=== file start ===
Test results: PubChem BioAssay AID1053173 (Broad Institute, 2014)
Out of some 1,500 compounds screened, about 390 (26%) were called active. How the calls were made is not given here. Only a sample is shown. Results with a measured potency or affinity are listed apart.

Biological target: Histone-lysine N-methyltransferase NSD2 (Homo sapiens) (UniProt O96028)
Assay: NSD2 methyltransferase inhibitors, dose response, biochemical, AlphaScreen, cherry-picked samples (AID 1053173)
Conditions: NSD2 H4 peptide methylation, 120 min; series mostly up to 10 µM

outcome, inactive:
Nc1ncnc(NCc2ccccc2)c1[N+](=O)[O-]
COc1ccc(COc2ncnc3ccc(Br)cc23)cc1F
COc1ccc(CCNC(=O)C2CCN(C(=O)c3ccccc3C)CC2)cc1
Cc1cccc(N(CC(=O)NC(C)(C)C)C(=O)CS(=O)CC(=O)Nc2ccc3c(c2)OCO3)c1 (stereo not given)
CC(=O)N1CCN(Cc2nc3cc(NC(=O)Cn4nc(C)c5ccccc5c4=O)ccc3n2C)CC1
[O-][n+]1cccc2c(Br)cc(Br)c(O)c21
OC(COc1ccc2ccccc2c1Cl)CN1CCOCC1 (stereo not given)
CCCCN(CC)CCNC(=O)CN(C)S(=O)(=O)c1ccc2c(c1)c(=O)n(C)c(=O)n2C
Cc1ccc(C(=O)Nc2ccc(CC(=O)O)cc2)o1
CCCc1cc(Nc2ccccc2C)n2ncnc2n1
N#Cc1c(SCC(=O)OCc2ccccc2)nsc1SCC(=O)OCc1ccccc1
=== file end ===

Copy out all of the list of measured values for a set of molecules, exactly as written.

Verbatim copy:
Test results: PubChem BioAssay AID1053173 (Broad Institute, 2014)
Out of some 1,500 compounds screened, about 390 (26%) were called active. How the calls were made is not given here. Only a sample is shown. Results with a measured potency or affinity are listed apart.

Biological target: Histone-lysine N-methyltransferase NSD2 (Homo sapiens) (UniProt O96028)
Assay: NSD2 methyltransferase inhibitors, dose response, biochemical, AlphaScreen, cherry-picked samples (AID 1053173)
Conditions: NSD2 H4 peptide methylation, 120 min; series mostly up to 10 µM

outcome, inactive:
Nc1ncnc(NCc2ccccc2)c1[N+](=O)[O-]
COc1ccc(COc2ncnc3ccc(Br)cc23)cc1F
COc1ccc(CCNC(=O)C2CCN(C(=O)c3ccccc3C)CC2)cc1
Cc1cccc(N(CC(=O)NC(C)(C)C)C(=O)CS(=O)CC(=O)Nc2ccc3c(c2)OCO3)c1 (stereo not given)
CC(=O)N1CCN(Cc2nc3cc(NC(=O)Cn4nc(C)c5ccccc5c4=O)ccc3n2C)CC1
[O-][n+]1cccc2c(Br)cc(Br)c(O)c21
OC(COc1ccc2ccccc2c1Cl)CN1CCOCC1 (stereo not given)
CCCCN(CC)CCNC(=O)CN(C)S(=O)(=O)c1ccc2c(c1)c(=O)n(C)c(=O)n2C
Cc1ccc(C(=O)Nc2ccc(CC(=O)O)cc2)o1
CCCc1cc(Nc2ccccc2C)n2ncnc2n1
N#Cc1c(SCC(=O)OCc2ccccc2)nsc1SCC(=O)OCc1ccccc1